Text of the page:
Documentation First: A Recipe for API Success

I’ve shipped a handful of greenfield APIs in recent months for different clients, and in each case I’ve been building the documentation before the API. I hadn’t really recognised it as a pattern until someone else commented on it, but I do find this approach has worked well for my projects, so I thought I’d share my thoughts on this in a bit more detail.

Nailing Down The Big Details

Writing the docs first (I’m using Slate which uses markdown and looks pro from the moment you begin) means having to think about how the first API call, the authentication, the error handling and so on are all going to work. Writing this down early is good discipline and can help the thought process if your design isn’t completely finished by this point.

Writing Usage Examples

One thing I really like about Slate is that it has a right hand panel for code examples in different languages. Writing these before I implement the API makes me think hard about how the developers consuming the API will really interact with it, and how the responses need to be structured in order to make sense in whichever example language I’m using.

One thing I usually do here is also include a curl example to cover anyone who isn’t using one of the chosen example languages. This really helps to widen who can quickly get started from the docs.

Getting Early Feedback

By writing the documentation super early and circulating it to clients or prospective API consumers means getting feedback incredibly early in the loop. If there’s an authentication scheme or data format that they have never heard of or won’t be able to integrate with easily, this becomes clear really early on.

Having the code samples in place also helps a lot if the developers that will be using this API can be given the docs at this stage. They can feed back on how things look because it’s presented in a way that they can quickly and easily relate to. If they have questions, it’s possible to adjust either the documentation or the code – which is fine since we didn’t start building the API yet so changes at this stage are as cheap as they can be! Finding out that we’d need a variety of output formats, for example, is much easier when the requirement becomes clear at this stage.

Faster Overall Shipping

For two of the APIs, I shipped docs-first because we didn’t have TIME to mess about with amendments and whatever once the API was built. One of them was a really tiny API just to feed some features on a related site. I think we wrote the docs in a day and had the rest of the build done in about three days … as rapid development goes, I’d definitely use this tactic again.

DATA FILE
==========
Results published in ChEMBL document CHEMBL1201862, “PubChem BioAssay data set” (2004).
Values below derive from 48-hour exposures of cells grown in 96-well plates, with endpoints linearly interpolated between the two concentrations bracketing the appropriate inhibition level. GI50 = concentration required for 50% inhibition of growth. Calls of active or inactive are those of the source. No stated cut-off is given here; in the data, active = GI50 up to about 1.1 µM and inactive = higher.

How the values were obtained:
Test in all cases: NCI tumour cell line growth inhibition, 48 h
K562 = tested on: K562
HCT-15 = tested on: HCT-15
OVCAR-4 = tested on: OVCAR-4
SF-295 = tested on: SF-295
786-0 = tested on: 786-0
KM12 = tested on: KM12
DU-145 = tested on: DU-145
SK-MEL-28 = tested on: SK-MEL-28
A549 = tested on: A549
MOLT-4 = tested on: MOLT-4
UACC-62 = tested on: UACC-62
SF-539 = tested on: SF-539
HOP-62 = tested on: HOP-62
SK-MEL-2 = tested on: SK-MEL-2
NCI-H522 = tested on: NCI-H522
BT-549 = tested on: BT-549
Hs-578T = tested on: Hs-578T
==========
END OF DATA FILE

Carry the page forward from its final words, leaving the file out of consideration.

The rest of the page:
Your API isn’t finished until the API, the tests and the documentation are all complete. By leading with the documentation you reduce the cognitive load needed when creating the tests and then the API itself. Also, once the tests are green, there’s no hanging around for documentation. You already shipped and “tested” the documentation so we’re all ready to go!

2 thoughts on “Documentation First: A Recipe for API Success

  1. Thx Lorna for sharing. I agree on most of your points an I experienced the same. We are using Apiary. Have you used that too? What I like about using it is that it already creates a test url to use it just from the docs. This makes it easy for our FE guys to start early.
    One downside I’ve seen is obvious. Writing docs is not the same as building the api. I ran into several occasions where I needed to change something because it didn’t work out as I aspected it. These changes are not that easy. But guess is the price you get. Still better than the other approaches. Cheers

  2. We’re using RAML (structure) + Json Schema (JSON endpoints) to document our APIs. It makes it easier to write a schema because you can validate examples against it, and also allows us to use the schema to validate requests and responses in Behat tests. We’re also starting to use the schema to validate endpoint inputs.

    I think a well-structured, machine-readable schema is a great tool. And you can generate HTML documentation from it too, although we haven’t used that option yet (all our APIs are currently internal).

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